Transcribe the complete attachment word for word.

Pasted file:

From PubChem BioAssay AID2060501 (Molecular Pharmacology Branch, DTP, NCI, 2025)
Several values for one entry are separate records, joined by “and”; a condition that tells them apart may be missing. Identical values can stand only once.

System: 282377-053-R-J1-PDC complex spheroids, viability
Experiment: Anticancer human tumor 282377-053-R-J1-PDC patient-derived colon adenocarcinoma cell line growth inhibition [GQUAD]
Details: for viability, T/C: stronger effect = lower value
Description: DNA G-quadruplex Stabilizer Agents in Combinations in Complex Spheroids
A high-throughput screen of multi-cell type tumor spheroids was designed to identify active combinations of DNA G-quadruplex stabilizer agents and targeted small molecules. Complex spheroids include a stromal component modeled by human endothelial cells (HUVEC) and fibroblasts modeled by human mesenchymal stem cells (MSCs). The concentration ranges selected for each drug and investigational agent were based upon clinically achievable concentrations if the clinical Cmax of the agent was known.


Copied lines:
From PubChem BioAssay AID2060501 (Molecular Pharmacology Branch, DTP, NCI, 2025)
Several values for one entry are separate records, joined by “and”; a condition that tells them apart may be missing. Identical values can stand only once.

System: 282377-053-R-J1-PDC complex spheroids, viability
Experiment: Anticancer human tumor 282377-053-R-J1-PDC patient-derived colon adenocarcinoma cell line growth inhibition [GQUAD]
Details: for viability, T/C: stronger effect = lower value
Description: DNA G-quadruplex Stabilizer Agents in Combinations in Complex Spheroids
A high-throughput screen of multi-cell type tumor spheroids was designed to identify active combinations of DNA G-quadruplex stabilizer agents and targeted small molecules. Complex spheroids include a stromal component modeled by human endothelial cells (HUVEC) and fibroblasts modeled by human mesenchymal stem cells (MSCs). The concentration ranges selected for each drug and investigational agent were based upon clinically achievable concentrations if the clinical Cmax of the agent was known.